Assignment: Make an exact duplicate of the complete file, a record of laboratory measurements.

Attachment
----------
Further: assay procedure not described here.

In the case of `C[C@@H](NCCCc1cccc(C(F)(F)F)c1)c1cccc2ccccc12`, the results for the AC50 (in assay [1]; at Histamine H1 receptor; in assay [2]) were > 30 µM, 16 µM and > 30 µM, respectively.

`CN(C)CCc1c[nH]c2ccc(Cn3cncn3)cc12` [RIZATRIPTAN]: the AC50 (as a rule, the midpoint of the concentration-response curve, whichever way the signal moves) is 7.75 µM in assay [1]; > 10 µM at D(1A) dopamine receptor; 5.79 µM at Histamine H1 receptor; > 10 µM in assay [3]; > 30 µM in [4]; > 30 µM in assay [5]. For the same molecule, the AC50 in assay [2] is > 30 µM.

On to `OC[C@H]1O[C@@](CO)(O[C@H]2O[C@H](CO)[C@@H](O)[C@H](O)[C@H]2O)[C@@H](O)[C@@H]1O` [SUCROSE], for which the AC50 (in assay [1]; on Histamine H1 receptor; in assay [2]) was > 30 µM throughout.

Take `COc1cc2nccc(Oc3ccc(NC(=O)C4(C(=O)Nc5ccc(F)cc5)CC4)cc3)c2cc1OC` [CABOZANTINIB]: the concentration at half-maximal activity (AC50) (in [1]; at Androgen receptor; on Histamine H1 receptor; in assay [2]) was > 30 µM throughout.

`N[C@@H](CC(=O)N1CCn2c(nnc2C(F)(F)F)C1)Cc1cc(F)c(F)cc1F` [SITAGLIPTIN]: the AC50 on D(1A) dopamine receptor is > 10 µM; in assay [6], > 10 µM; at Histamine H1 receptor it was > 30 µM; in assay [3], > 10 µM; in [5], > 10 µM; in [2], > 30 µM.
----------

Further: assay procedure not described here.

In the case of `C[C@@H](NCCCc1cccc(C(F)(F)F)c1)c1cccc2ccccc12`, the results for the AC50 (in assay [1]; at Histamine H1 receptor; in assay [2]) were > 30 µM, 16 µM and > 30 µM, respectively.

`CN(C)CCc1c[nH]c2ccc(Cn3cncn3)cc12` [RIZATRIPTAN]: the AC50 (as a rule, the midpoint of the concentration-response curve, whichever way the signal moves) is 7.75 µM in assay [1]; > 10 µM at D(1A) dopamine receptor; 5.79 µM at Histamine H1 receptor; > 10 µM in assay [3]; > 30 µM in [4]; > 30 µM in assay [5]. For the same molecule, the AC50 in assay [2] is > 30 µM.

On to `OC[C@H]1O[C@@](CO)(O[C@H]2O[C@H](CO)[C@@H](O)[C@H](O)[C@H]2O)[C@@H](O)[C@@H]1O` [SUCROSE], for which the AC50 (in assay [1]; on Histamine H1 receptor; in assay [2]) was > 30 µM throughout.

Take `COc1cc2nccc(Oc3ccc(NC(=O)C4(C(=O)Nc5ccc(F)cc5)CC4)cc3)c2cc1OC` [CABOZANTINIB]: the concentration at half-maximal activity (AC50) (in [1]; at Androgen receptor; on Histamine H1 receptor; in assay [2]) was > 30 µM throughout.

`N[C@@H](CC(=O)N1CCn2c(nnc2C(F)(F)F)C1)Cc1cc(F)c(F)cc1F` [SITAGLIPTIN]: the AC50 on D(1A) dopamine receptor is > 10 µM; in assay [6], > 10 µM; at Histamine H1 receptor it was > 30 µM; in assay [3], > 10 µM; in [5], > 10 µM; in [2], > 30 µM.